1 of 12
Trees at Dyrnie Woodlands’, Scotland
2 of 12
6ft pre-lit artificial Winchester pine, Squire's Garden Centres (Shepperton and Twickenham), £149, squiresgardencentres.co.uk
3 of 12
Entwined natural stick heart, Squire's Garden Centre, £3.49, squiresgardencentres.co.uk
4 of 12
Handmade knitted lambswool fairies, Laura Long, £25 each, from Richmond based notonthehighstreet.com
5 of 12
Peresonalised wooden hanging moose, by Chantal Devenport Designs, £14, at Richmond based notonthehighstreet.com
6 of 12
Personalised wooden star, Clara & Macy, £14.75, at Richmond based http://notonthehighstreet.com
7 of 12
Elm wood (dark ) and wild ash wood (light) decorations by Wooden Toy Gallery, £1.50, at Richmond based notonthehighstreet.com
8 of 12
Gingham wooden reindeer; Artcuts, South Godstone, from £3.49 each, artcuts.co.uk
9 of 12
Gingham wooden goose; Artcuts, South Godstone, from £3.49 each, artcuts.co.uk
10 of 12
Vintage collection decoration, B&Q, Leatherhead, from £5 each.
11 of 12
Personalised ceramic decorations by Tadworth artist Katie Levett-Allen, £12 (£15 boxed) each. whatkatiedidnext.co.uk
12 of 12
Natural woodcut decorations by South Godstone based Artcuts, from £3.49 each. artcuts.co.uk
Christmas decorations can be a feast of natural wonder. Sarah Squire scents the arrival of the festive season
Stuff the turkey, put the pies on hold: for flooding the house with festive fragrance, you can’t beat a real Christmas tree. It’s been a tradition in our family since Santa acquired his first reindeer – lights, baubles, star on top. Now it’s my own children doing the decorating, my tall teenage son fixing our star in place.
Christmas trees travel from northern Scotland to get to Squire's Garden Centres (pictured above). That journey could have begun up to 12 years earlier, with the tree specialists at Dyrnie Woodlands’ scaling the best mature 'mother' trees to collect their seeds to plant new trees. After a decade or more of care the skilled growers ensure that the time between harvesting and arrival at Squire’s is minimised, thus maximising the quality of the trees.
Not everyone, however, has the space for a real tree. While the scent is unbeatable – we always choose a Nordman tree, which keeps its needles better than a traditional spruce – the wide range of artificial creations provides a wonderful alternative.
Gone are the days when artificial trees could be safely and snootily bracketed with illuminated giant sleighs as seasonal symbols of untutored taste. Today they are elegant and, in many cases, slim enough to squeeze into any cosy nook. Some are even pre-lit, giving a truly even spread of illumination (pictured above). And, of course, you avoid the hoovering up of needles – an inevitable consequence of placing a real tree in a warm, centrally-heated room.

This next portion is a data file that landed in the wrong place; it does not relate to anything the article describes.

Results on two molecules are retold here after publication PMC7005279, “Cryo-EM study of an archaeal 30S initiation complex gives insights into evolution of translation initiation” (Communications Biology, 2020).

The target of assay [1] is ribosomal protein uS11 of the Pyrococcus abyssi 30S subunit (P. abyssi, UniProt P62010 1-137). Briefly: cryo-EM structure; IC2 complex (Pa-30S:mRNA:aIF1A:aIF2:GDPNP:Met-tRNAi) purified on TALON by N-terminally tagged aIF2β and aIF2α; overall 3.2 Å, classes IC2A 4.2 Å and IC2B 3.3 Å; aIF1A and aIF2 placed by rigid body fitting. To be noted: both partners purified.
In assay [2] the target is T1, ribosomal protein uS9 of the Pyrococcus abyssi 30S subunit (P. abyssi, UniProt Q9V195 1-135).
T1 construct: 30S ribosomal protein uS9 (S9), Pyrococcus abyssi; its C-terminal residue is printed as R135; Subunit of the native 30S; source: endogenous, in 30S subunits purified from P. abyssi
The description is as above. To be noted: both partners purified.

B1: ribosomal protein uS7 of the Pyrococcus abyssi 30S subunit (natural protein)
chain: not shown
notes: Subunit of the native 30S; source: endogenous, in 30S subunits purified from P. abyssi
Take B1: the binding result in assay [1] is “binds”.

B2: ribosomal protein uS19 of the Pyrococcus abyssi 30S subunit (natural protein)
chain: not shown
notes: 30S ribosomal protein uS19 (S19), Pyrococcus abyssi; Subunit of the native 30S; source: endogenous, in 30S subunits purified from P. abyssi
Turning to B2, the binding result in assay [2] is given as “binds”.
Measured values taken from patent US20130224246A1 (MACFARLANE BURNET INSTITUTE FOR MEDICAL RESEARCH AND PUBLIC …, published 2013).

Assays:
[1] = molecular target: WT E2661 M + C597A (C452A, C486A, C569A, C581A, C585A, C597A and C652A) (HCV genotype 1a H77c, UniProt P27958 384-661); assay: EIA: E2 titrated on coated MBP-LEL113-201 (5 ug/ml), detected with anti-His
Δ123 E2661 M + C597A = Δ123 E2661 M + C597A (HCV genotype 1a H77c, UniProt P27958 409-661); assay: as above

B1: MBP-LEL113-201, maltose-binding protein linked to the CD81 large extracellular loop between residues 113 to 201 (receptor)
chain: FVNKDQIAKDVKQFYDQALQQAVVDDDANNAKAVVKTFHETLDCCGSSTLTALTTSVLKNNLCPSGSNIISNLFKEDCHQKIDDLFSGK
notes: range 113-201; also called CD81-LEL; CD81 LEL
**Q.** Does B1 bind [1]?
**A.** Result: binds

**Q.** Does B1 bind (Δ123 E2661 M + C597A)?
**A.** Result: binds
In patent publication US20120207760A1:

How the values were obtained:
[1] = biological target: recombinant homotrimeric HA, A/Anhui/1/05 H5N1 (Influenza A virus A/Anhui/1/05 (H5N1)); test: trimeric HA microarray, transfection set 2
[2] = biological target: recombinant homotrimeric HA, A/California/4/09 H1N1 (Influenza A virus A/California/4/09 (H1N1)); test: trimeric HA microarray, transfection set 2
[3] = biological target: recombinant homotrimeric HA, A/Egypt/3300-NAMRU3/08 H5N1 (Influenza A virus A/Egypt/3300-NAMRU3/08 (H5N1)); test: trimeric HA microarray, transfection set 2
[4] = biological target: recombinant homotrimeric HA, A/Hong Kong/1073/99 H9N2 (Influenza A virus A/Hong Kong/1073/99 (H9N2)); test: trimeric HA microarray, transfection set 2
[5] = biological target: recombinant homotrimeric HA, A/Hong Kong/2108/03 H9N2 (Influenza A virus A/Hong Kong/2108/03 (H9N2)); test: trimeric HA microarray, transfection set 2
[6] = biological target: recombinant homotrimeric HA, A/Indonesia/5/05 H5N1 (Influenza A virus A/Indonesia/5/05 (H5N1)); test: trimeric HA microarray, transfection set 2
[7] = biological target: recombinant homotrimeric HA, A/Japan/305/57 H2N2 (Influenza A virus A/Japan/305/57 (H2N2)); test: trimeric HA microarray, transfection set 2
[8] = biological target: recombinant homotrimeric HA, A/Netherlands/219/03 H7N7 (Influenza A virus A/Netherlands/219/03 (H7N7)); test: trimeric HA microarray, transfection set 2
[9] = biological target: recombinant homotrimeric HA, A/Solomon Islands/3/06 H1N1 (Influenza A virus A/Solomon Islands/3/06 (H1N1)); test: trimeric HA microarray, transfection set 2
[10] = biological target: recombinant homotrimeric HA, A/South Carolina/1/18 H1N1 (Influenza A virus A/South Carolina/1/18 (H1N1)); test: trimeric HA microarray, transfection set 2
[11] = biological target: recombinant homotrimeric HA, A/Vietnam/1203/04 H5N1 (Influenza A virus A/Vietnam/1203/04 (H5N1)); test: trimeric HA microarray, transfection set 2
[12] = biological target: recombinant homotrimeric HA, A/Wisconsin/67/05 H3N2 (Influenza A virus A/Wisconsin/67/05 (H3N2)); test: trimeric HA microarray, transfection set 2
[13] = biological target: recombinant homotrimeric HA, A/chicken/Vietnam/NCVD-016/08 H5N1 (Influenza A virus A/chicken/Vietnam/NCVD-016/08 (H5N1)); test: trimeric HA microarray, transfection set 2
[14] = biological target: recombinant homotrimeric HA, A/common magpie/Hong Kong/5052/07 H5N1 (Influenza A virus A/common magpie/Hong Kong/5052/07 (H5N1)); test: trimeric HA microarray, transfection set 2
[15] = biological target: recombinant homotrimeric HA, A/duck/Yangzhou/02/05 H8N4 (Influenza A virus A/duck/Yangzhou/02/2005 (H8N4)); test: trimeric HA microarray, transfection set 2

Aside from matters arboreal, this year I particularly like the range of natural, woodland themed decorations. Made of natural wood, they can be plain or painted, some with a fresh red and white gingham check (pictured above). It is also interesting to see that vintage is still popular: a timeless concept for Christmas with echoes of yesteryear (pictured above). And there are many more decorations now that are great for children’s bedrooms, including small trees and light sets.
What about scent? In the absence of a real tree, there are plenty of other ways to make the house smell of festive cheer. Hyacinths feature regularly in my home, freshening the air and holding out the promise of spring. Or try Jasminum polyanthum, with its delicate pink buds opening out into white flowers, complemented by dainty dark green leaves and a fragrance as delicate as the flowers.
For colour, pair the rich green of your tree with the warm glow of a red poinsettia. Keep them in a warm, bright spot and away from draughts to avoid leaves dropping. And splash out on a St Paulia (African violet): the warm, velvety flowers in deep pinks and purples look just right in winter. Be sure to water in slightly warm water though, as they like the temperature constant and high.
Forward-thinking for his day, it was my father Colin – keen to encourage customers at a quiet time of year – who introduced Christmas lines, including toys, into our Twickenham centre in the early 1970s. Now Christmas is vital for garden centres, as they can offer the whole package – from trees to cards and wrapping – with free parking thrown in.
New this year at three of our centres, including Shepperton, is a 4D Christmas experience for kids. The festive experience evolves: only the magic remains the same.
Sarah Squire is Deputy Chair of Squire’s Garden Centres. Visit: squiresgardencentres.co.uk; facebook.com/squiresGC; @SquiresGC